Provider burnout isn’t new. It existed long before COVID and was exacerbated by the pandemic. But it’s rising to new levels. For example, recent labor issues at Kaiser—resulting in the biggest healthcare strike in US history—were caused in part by acute staffing shortages that drive provider burnout.
To combat burnout, healthcare organizations are raising wages. Most are strengthening hiring and retention efforts, along with a variety of other tactics. Some states are pursuing safe staffing legislation. The situation is dire and creating an impediment to achieving the CMS Triple Aim: improving patient care, reducing healthcare costs and improving population health. More recently, recognizing the importance of provider engagement and wellness, healthcare leaders have considered expanding to a Quadruple Aim to include the clinician experience.
Ramifications of burnout
- Providers at all levels are exiting the field.
- Private practice consolidation: Share of physicians working in private practice continues to dip | Healthcare Dive.
- Decreased earnings.
- Increased potential for medical errors, including providers less likely to identify and address all of a patient’s chronic conditions.
- Increase in cost of care.
- Admin tasks for physicians up 15%.
- The effects are particularly evident in the primary care field and move us farther away from achieving the Quadruple Aim.
Less common solutions to a common problem
Aside from obvious solutions—staff recruitment and wage increases—what else can be done?
One area of focus should be administrative burden, with physicians spending nearly 2 hours a day on EMR tasks outside work. While EMRs bring needed automation and better data, they’ve become more complex, driven by increasingly detailed and nuanced data requirements that create stress and distract from patient care. Alert fatigue is one result of this stress and distraction, which is exacerbated by vendors that send unvalidated conditions and codes directly into the EMR and physician workflow.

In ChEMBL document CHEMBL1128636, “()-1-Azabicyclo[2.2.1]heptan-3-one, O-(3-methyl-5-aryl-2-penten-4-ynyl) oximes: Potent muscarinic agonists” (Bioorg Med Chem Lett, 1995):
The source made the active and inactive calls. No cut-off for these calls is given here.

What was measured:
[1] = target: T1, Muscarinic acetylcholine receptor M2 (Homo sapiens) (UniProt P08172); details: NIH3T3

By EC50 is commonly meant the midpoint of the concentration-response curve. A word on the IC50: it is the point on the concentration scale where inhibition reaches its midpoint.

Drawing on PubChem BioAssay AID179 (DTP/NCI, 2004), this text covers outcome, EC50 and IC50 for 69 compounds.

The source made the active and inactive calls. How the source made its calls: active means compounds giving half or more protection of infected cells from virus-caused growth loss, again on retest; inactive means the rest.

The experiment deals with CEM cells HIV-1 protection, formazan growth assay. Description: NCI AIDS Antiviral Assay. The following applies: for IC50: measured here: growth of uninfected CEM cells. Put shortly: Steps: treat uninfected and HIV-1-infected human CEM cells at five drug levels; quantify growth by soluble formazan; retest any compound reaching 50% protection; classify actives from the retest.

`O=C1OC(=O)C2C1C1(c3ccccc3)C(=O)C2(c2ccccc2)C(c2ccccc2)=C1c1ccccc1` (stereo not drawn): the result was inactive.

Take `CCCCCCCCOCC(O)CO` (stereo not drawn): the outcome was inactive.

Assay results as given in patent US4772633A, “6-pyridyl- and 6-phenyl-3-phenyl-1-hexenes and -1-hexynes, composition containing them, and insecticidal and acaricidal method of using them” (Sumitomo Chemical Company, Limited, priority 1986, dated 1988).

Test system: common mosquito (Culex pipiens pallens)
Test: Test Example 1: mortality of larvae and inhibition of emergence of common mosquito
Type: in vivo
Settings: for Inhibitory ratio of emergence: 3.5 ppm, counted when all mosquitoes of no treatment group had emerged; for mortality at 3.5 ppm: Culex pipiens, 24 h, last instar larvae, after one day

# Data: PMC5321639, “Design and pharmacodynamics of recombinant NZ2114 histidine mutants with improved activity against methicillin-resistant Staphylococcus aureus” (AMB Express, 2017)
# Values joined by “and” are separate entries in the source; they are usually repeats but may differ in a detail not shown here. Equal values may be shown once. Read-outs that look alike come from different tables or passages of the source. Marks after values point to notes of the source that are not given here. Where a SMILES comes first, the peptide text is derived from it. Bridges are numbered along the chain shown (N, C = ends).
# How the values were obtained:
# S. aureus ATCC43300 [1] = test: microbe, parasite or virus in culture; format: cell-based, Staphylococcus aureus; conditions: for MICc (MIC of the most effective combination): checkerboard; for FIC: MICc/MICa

Additionally, healthcare policymakers and regulators continue to mandate more documentation to demonstrate compliance with laws and standards, resulting in lengthier documentation. Value-based care (VBC) payment models, which are becoming more common, require even more clinical support, coding and documentation to achieve performance goals.
At Vatica Health, clients appreciate our unique model of supporting providers with clinical and admin resources. We’ve found these strategies reduce the admin burden for our provider clients and support their transition to VBC payment models as well:
- Offer physician training on standard coding and documentation practices: get all providers on the same page in terms of process and workflows.
- Align physician compensation with VBC initiatives: ensuring that physicians are compensated and incentivized is paramount to obtaining physician buy-in and ongoing participation. By thoughtfully designing compensation programs for both clinical and support staff, provider groups can counter the problems of physician burnout, declining retention and shortage of physicians.